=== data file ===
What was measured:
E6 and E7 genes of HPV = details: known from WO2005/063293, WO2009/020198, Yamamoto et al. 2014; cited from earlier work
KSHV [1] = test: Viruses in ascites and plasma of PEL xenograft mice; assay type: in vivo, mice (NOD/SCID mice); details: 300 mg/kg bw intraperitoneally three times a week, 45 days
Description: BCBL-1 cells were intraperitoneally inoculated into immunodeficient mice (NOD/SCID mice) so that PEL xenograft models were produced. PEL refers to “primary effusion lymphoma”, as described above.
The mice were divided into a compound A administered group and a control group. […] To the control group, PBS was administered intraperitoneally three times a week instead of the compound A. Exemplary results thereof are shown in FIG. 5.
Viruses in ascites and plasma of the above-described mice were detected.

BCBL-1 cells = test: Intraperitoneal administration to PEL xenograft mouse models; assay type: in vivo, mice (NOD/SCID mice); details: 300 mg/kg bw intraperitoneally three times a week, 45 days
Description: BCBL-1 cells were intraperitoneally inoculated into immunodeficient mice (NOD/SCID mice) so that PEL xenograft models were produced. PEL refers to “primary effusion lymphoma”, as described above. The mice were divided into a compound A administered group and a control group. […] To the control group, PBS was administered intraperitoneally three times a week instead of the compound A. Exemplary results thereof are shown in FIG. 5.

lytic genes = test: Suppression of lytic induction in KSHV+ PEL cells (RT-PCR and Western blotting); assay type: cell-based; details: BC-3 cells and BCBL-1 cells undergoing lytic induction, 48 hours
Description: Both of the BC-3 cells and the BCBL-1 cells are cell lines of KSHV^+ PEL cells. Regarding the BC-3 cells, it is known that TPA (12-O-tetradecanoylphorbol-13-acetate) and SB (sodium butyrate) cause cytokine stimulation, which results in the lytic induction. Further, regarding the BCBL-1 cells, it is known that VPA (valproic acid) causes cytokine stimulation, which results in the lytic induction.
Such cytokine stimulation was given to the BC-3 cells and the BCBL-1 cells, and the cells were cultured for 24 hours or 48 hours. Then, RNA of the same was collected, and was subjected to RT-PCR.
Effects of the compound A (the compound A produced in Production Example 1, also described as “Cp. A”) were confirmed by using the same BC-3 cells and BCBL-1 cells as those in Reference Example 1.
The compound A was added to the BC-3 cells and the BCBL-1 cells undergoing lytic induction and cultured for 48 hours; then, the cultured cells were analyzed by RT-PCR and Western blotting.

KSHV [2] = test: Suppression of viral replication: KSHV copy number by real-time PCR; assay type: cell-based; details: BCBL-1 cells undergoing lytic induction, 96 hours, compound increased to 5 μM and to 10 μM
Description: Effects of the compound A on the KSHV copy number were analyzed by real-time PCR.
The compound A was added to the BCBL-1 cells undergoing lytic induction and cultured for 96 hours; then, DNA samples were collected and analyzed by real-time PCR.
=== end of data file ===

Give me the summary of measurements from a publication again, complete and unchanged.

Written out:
What was measured:
E6 and E7 genes of HPV = details: known from WO2005/063293, WO2009/020198, Yamamoto et al. 2014; cited from earlier work
KSHV [1] = test: Viruses in ascites and plasma of PEL xenograft mice; assay type: in vivo, mice (NOD/SCID mice); details: 300 mg/kg bw intraperitoneally three times a week, 45 days
Description: BCBL-1 cells were intraperitoneally inoculated into immunodeficient mice (NOD/SCID mice) so that PEL xenograft models were produced. PEL refers to “primary effusion lymphoma”, as described above.
The mice were divided into a compound A administered group and a control group. […] To the control group, PBS was administered intraperitoneally three times a week instead of the compound A. Exemplary results thereof are shown in FIG. 5.
Viruses in ascites and plasma of the above-described mice were detected.

BCBL-1 cells = test: Intraperitoneal administration to PEL xenograft mouse models; assay type: in vivo, mice (NOD/SCID mice); details: 300 mg/kg bw intraperitoneally three times a week, 45 days
Description: BCBL-1 cells were intraperitoneally inoculated into immunodeficient mice (NOD/SCID mice) so that PEL xenograft models were produced. PEL refers to “primary effusion lymphoma”, as described above. The mice were divided into a compound A administered group and a control group. […] To the control group, PBS was administered intraperitoneally three times a week instead of the compound A. Exemplary results thereof are shown in FIG. 5.

lytic genes = test: Suppression of lytic induction in KSHV+ PEL cells (RT-PCR and Western blotting); assay type: cell-based; details: BC-3 cells and BCBL-1 cells undergoing lytic induction, 48 hours
Description: Both of the BC-3 cells and the BCBL-1 cells are cell lines of KSHV^+ PEL cells. Regarding the BC-3 cells, it is known that TPA (12-O-tetradecanoylphorbol-13-acetate) and SB (sodium butyrate) cause cytokine stimulation, which results in the lytic induction. Further, regarding the BCBL-1 cells, it is known that VPA (valproic acid) causes cytokine stimulation, which results in the lytic induction.
Such cytokine stimulation was given to the BC-3 cells and the BCBL-1 cells, and the cells were cultured for 24 hours or 48 hours. Then, RNA of the same was collected, and was subjected to RT-PCR.
Effects of the compound A (the compound A produced in Production Example 1, also described as “Cp. A”) were confirmed by using the same BC-3 cells and BCBL-1 cells as those in Reference Example 1.
The compound A was added to the BC-3 cells and the BCBL-1 cells undergoing lytic induction and cultured for 48 hours; then, the cultured cells were analyzed by RT-PCR and Western blotting.

KSHV [2] = test: Suppression of viral replication: KSHV copy number by real-time PCR; assay type: cell-based; details: BCBL-1 cells undergoing lytic induction, 96 hours, compound increased to 5 μM and to 10 μM
Description: Effects of the compound A on the KSHV copy number were analyzed by real-time PCR.
The compound A was added to the BCBL-1 cells undergoing lytic induction and cultured for 96 hours; then, DNA samples were collected and analyzed by real-time PCR.